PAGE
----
The Food and Drug Administration has approved a monthly injectable formulation of aripiprazole, (Abilify Maintena) , for a maintenance monotherapy treatment of bipolar I disorder for adults, Otsuka and Lundbeck have announced .

Patients treated with the injectable formulation of the atypical antipsychotic must continue to take a daily oral antipsychotic for the first 14 days. After that, however, the long-acting injectable (LAI) – which must be administered by a health care professional – can replace the daily medication.

The approval is based on phase 3 study data showing that the formulation was effective and safe. The 52-week, double-blind, placebo-controlled, randomized withdrawal trial compared continued use of aripiprazole with placebo in adults aged 18-65 years with bipolar I and a history of at least one manic or mixed episode requiring hospitalization, treatment with a mood stabilizer, and/or treatment with an antipsychotic agent. Aripiprazole delayed the time to recurrence of manic and mixed episodes, though not depressive episodes, compared with placebo.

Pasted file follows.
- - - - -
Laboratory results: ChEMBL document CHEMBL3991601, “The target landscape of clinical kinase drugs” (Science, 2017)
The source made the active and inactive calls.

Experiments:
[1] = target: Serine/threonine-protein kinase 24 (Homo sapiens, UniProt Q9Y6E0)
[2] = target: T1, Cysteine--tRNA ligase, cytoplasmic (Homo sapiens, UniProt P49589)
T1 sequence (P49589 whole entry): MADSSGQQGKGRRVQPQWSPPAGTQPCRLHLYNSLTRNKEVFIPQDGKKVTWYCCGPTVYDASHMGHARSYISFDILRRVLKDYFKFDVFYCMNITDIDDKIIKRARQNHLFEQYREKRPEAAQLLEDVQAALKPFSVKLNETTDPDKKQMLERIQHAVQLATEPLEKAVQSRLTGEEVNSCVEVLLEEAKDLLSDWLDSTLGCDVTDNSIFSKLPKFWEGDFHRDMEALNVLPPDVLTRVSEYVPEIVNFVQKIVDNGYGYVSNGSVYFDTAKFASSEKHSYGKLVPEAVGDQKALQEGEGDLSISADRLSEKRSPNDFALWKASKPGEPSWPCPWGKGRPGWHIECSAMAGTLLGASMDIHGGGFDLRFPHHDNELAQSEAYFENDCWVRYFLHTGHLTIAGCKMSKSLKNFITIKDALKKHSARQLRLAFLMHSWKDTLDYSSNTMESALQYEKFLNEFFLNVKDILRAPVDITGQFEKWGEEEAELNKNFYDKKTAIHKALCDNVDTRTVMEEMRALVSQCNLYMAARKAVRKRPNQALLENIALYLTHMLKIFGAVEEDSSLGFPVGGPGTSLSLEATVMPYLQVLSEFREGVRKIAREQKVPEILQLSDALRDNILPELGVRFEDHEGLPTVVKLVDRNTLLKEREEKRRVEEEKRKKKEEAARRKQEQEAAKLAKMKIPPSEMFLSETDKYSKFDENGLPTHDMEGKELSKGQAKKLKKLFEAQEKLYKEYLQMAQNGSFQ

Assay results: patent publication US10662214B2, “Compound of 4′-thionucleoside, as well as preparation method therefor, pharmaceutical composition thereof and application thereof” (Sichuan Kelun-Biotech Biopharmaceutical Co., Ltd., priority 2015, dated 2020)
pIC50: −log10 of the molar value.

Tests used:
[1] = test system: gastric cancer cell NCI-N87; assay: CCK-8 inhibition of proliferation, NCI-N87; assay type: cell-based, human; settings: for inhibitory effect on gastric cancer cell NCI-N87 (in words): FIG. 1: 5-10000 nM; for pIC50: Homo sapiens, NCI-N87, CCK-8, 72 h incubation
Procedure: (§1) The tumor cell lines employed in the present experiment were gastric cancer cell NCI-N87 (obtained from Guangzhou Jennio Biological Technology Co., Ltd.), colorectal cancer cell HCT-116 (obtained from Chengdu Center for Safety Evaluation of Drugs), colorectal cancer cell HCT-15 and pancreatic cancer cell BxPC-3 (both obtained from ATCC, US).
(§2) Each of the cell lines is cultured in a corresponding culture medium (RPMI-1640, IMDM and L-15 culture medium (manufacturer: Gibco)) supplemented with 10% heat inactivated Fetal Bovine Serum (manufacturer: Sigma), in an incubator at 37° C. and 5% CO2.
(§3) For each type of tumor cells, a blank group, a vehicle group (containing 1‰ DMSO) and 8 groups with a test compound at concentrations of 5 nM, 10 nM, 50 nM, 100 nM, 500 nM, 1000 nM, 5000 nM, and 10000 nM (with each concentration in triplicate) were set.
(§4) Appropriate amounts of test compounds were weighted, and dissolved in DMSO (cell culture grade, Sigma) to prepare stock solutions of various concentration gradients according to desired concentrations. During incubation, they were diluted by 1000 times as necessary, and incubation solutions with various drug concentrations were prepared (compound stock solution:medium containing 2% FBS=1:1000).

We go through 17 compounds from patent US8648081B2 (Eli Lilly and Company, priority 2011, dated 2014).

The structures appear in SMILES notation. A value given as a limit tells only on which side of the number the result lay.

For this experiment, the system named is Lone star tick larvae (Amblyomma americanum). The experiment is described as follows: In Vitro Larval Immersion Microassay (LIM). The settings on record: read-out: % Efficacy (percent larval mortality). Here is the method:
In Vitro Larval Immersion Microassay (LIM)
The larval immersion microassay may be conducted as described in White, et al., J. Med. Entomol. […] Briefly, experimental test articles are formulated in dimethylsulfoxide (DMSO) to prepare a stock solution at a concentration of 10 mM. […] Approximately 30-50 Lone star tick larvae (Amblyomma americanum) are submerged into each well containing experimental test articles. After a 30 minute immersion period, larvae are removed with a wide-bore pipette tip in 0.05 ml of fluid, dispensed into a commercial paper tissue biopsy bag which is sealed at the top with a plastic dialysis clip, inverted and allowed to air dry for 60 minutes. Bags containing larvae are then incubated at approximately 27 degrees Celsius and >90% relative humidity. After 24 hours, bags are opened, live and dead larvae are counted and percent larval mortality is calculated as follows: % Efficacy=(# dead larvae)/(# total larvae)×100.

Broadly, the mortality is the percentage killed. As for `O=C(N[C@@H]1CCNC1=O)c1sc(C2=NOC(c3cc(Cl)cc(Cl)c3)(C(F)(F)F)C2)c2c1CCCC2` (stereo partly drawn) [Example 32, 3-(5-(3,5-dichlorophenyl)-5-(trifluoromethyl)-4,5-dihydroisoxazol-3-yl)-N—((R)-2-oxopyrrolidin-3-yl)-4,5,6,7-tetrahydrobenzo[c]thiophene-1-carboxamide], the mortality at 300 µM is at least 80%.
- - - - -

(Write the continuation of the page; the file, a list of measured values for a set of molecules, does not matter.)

Joseph R. Calabrese, MD , director of the mood disorders program at University Hospitals Cleveland Medical Center, said in the July 28 announcement that the LAI is a new treatment option for bipolar I patients “who have established tolerability with oral aripiprazole.”

The drug label includes a warning that elderly patients with dementia-related psychosis who are treated with antipsychotics are at a higher mortality risk. Adverse reactions that have been associated with treatment with aripiprazole include weight gain, akathisia, injection site pain, sedation, and certain compulsive behaviors.

Created by Otsuka, and marketed by Otsuka and Lundbeck, the LAI was approved in the United States for treating adults with schizophrenia in 2013.